Answering these questions will provide a clear picture of the situation and may help you to decide whether the advantages of this tool's usage outweigh the possible disadvantages.
2. Starting at the Wrong Time
It is a common mistake to begin test automation development too early, because the benefits almost never justify the losses of efforts for redevelopment of test automation scripts after the functionality of the application changes until the end of iteration. This is a particularly serious issue for graphical user interface (GUI) test automation, because it is much more likely that GUI automation scripts will be broken by development than any other types of automated tests, including like unit tests, performance tests, and API tests. Unfortunately, even after finishing the design phase you may still not know all the necessary technical details of the implementation, because the actual realization of the design selected could be achieved in a number of different ways. For GUI tests, technical details of the implementation always matter. Starting automation early may result in spending repeatable and meaningless efforts on redevelopment of the automated tests.
During the development phase, members of a quality assurance (QA) team should spend more time creating detailed manual test cases suitable for the test automation. If the manual test cases are detailed enough, they can be automated successfully after completion of the given feature. Of course, it's not a bad idea to write automated tests earlier, but only in cases where you are 100 percent confident that further development within the current iteration will not disrupt your new tests.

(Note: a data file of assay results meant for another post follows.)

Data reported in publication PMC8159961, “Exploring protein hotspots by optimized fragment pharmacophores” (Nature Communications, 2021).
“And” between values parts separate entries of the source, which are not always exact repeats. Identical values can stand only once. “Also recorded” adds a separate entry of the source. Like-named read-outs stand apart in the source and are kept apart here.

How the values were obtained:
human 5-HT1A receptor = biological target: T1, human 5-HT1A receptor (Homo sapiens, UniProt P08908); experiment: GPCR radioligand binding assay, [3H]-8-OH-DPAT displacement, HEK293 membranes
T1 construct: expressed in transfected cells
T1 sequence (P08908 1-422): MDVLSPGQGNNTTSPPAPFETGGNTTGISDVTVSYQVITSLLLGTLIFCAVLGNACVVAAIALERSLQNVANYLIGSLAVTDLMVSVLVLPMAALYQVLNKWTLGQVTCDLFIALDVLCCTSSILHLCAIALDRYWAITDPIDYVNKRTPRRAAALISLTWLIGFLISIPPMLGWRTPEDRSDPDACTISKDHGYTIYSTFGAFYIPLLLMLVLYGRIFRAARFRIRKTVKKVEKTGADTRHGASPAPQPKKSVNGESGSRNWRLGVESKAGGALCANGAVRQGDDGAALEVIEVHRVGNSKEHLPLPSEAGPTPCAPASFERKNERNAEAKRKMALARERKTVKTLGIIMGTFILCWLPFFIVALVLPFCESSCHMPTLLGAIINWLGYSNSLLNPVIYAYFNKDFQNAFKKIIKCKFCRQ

Do you know what’s wrong with the traditional agile workflow? It seems to not encourage the inclusion of test automation framework development tasks, because they have zero user points. But, it’s not a secret that any good and effective test automation requires both tools and framework. Even if you have already spent several thousands of dollars on a test automation tool, you still need a framework to be developed by your test automation engineers. Test automation framework should always be considered, and its development never underestimated. How does this fit into the agile process? Pretty easily, actually, and it's not as incompatible as it may seem.
How much time would you need to develop a test automation framework? In most cases it will take no longer than two weeks, which equals the usual agile iteration. Thus, the solution is for you to develop the test automation framework in the very first iteration. You are probably wondering if that means that the product will remain untested, but that is not the case, because it could be tested during the duration of that period. The workload increase on manual testers is probably unavoidable, but there is not much testing done during the first iterations—developers are more focused on backend development, usually covered by unit tests—so the process balances itself. The very first iteration will look like this: Start with both analyzing requirements and designing the test automation framework during the design phase; then develop, debug, and test it until the end of iteration.